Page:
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February - March 2007


Spiritual

Human Rights Day Service

by Dr Raj Pandit Sharma


It was a cold damp winter evening in the heart of London that a multi-faith service of thanksgiving was held. Sunday 10th December was Human Rights Day, which marks the day in 1948 when Member States of the United Nations adopted the Universal Declaration of Human Rights.

Rights and Humanity who organised the service was also celebrating its twentieth anniversary. It is an international organisation promoting awareness of human rights and responsibilities. International patrons include his holiness the Dalai Lama, Archbishop Emeritus Desmond Tutu and other eminent leaders.

The tranquil setting of St Peter’s Church Eaton Square enhanced the truly spiritual gathering including representatives of most world faiths. Reverend Fergus Capie, Director of the London Interfaith Centre presided and invited the various faith representatives to offer prayers and supplications from their respective scriptures.

I selected four verses from the Prithvi Sukta of the Atharva Veda that reflected the Hindu ethos that we are all children of this Earth:

Earth in which lie the sea, the river and all waters,

In which food and cornfields have come to be,

In which lives all that breathes and that moves,

May she grant us the finest of her yield.

Thou art the vessel, the Mother of all nations,

The fulfiller of hopes far extending.

That which is wanting in thee is replenished

By the Almighty, Lord of all Creation.

For our wellbeing O Earth may those born to thee

Be free from suffering and devastation.

Wakeful through a long life,

Let us be bearers of tribute to thy glory.

Earth our Mother! Set us securely with bliss

In full accord with heaven. O wise one ,

Uphold us in your grace and splendour.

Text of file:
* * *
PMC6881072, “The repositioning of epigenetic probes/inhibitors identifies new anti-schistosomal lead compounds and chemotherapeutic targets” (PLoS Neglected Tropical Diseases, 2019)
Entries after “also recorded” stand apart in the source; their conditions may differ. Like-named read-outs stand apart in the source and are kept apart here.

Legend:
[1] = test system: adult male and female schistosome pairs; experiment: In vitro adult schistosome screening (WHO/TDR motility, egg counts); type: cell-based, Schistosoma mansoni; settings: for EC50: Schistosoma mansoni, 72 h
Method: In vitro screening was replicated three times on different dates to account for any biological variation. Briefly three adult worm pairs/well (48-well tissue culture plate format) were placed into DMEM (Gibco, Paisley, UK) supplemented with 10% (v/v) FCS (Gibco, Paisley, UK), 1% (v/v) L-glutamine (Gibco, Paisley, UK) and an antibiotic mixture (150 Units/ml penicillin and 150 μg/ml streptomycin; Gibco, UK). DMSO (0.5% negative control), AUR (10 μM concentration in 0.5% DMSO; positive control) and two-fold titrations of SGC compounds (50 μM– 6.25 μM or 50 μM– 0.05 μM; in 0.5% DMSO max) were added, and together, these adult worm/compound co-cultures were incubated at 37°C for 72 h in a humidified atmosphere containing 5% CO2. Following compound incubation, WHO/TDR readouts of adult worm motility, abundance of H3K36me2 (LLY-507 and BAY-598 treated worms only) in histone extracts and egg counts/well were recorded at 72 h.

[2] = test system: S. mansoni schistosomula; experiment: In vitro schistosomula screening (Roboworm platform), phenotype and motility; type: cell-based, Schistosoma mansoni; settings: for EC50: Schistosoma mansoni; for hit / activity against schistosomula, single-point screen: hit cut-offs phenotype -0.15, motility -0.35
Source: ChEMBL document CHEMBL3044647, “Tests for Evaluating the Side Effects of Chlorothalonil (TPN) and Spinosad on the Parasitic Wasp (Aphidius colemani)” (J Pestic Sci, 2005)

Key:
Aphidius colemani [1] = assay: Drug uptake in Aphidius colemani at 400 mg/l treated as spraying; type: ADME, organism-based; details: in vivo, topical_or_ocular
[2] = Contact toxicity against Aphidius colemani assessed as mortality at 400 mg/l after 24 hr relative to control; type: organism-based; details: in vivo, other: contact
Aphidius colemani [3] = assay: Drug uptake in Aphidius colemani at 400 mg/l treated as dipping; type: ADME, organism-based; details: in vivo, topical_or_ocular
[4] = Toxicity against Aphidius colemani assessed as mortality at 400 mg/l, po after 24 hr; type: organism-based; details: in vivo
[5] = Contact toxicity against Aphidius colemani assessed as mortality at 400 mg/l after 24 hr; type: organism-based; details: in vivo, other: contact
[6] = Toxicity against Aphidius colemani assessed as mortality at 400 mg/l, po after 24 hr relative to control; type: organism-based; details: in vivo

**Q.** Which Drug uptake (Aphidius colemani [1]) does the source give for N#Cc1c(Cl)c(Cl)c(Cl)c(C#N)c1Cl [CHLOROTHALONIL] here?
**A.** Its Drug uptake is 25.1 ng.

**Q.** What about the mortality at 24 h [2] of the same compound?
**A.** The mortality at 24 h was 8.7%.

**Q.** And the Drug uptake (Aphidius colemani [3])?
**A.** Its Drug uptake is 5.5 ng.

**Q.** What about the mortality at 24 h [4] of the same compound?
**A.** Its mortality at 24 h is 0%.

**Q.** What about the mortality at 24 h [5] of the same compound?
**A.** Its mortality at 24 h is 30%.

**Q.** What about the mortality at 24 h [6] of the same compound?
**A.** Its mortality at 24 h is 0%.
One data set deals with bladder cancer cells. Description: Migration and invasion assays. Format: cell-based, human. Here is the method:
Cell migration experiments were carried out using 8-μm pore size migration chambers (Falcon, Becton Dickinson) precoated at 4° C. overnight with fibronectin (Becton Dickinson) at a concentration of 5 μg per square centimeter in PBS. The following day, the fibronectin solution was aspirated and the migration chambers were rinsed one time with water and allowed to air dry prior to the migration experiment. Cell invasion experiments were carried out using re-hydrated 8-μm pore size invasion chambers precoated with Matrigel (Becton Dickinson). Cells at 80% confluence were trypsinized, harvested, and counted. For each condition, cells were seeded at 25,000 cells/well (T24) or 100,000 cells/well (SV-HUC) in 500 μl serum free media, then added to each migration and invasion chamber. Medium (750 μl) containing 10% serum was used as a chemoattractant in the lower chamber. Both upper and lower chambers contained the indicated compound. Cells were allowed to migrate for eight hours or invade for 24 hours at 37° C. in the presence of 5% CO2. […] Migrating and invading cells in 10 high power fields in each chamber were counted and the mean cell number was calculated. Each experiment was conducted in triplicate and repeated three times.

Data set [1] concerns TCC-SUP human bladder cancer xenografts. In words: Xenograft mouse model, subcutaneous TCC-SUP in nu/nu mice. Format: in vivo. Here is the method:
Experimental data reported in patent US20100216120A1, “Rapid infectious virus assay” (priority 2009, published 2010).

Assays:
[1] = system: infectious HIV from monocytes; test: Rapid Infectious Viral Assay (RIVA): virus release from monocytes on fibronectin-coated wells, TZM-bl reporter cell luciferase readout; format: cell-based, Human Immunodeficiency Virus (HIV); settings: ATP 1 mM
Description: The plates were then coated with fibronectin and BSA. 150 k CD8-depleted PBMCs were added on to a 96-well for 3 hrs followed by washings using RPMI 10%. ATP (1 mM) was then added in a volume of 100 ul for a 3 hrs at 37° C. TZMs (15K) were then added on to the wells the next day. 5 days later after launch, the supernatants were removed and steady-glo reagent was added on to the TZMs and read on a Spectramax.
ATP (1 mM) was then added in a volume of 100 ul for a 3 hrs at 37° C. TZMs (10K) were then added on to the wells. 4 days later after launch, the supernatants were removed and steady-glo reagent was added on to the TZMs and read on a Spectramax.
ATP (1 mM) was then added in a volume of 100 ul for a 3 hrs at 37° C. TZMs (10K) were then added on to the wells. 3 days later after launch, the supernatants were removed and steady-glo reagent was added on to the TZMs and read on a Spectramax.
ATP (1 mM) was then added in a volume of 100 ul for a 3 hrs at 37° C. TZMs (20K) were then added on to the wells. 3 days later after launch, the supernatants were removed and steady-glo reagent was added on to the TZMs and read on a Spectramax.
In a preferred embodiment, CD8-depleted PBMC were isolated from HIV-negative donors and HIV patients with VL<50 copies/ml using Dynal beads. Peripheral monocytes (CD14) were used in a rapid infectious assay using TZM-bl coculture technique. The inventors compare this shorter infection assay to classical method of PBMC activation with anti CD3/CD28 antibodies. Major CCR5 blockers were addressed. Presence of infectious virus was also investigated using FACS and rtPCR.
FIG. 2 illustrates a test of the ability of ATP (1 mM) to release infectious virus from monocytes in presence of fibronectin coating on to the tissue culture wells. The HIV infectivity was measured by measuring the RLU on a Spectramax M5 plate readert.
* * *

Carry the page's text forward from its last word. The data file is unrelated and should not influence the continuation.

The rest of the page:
Atharva Veda 12.1 (verses 3, 61-63)

Other faith representatives offered thoughts and prayers of a similar vein and it emphasised that we all yearn for the same attributes in life. Reverend Fergus Capie introduced a wonderful episode into the service where he invited the congregation to disperse and meet each other with a bow, handshake or embrace. It filled us all with warmth and benevolence dispelling apprehension from our hearts.

The melodious voice of Lucinda Drayton from ‘Bliss’ haunted the atmosphere during the musical interludes and struck a chord with those convened.

The poignant address given by Mrs Julia Häusermann MBE, (Barrister-at-Law), Founder and President of Rights & Humanity, illustrated the headway made by the organisation since its genesis two decades ago. In the West, we often take our liberty for granted and are isolated from the veracity of human rights abuse that is prevalent in many parts of the world. Others perceive such organisations fighting for justice as inert and unable to alter the oppression existing today. However, through the endeavours of such bodies, real changes have transpired and they are now taken seriously by the former persecutors.

I recall a verse from a Franciscan benediction read by Annabel Beales during the service, “May God bless you with tears to shed for those who suffer pain, rejection, hunger and war, so that you may reach out your hand to comfort them and to turn their pain into joy.” This reminds us that surrounded by comfort , we sometimes become complacent and forget our neighbour’s distress. It is the duty of us all to help those less fortunate than ourselves and to practice the Vedic concept of ’paropkar’ - helping others.

The service was a veritable feast of spirituality and the various contributions from the diverse faiths were like individual courses, possessing a unique cuisine and zest. Our minds are similar to our palates, being used to a particular ethos or ‘cuisine’. We are reluctant to experiment with other flavours. This service demonstrated to me that just as the purpose of food is to nourish the corporeal body, prayer is to feed the soul (atma). In order to maintain good health, physicians advise us to take a balanced and varied diet. Similarly, in order to keep sound ‘spiritual health’, and enhance peace and understanding, we must open our minds to all faiths. ’ Aano bhadrah kratavo yantu vishvato’ Let noble thoughts come to us from all sides’ (Rig-Veda).

Dr Raj Pandit Sharma

Executive Representative - Hindu Ceremonies - Hindu Council UK

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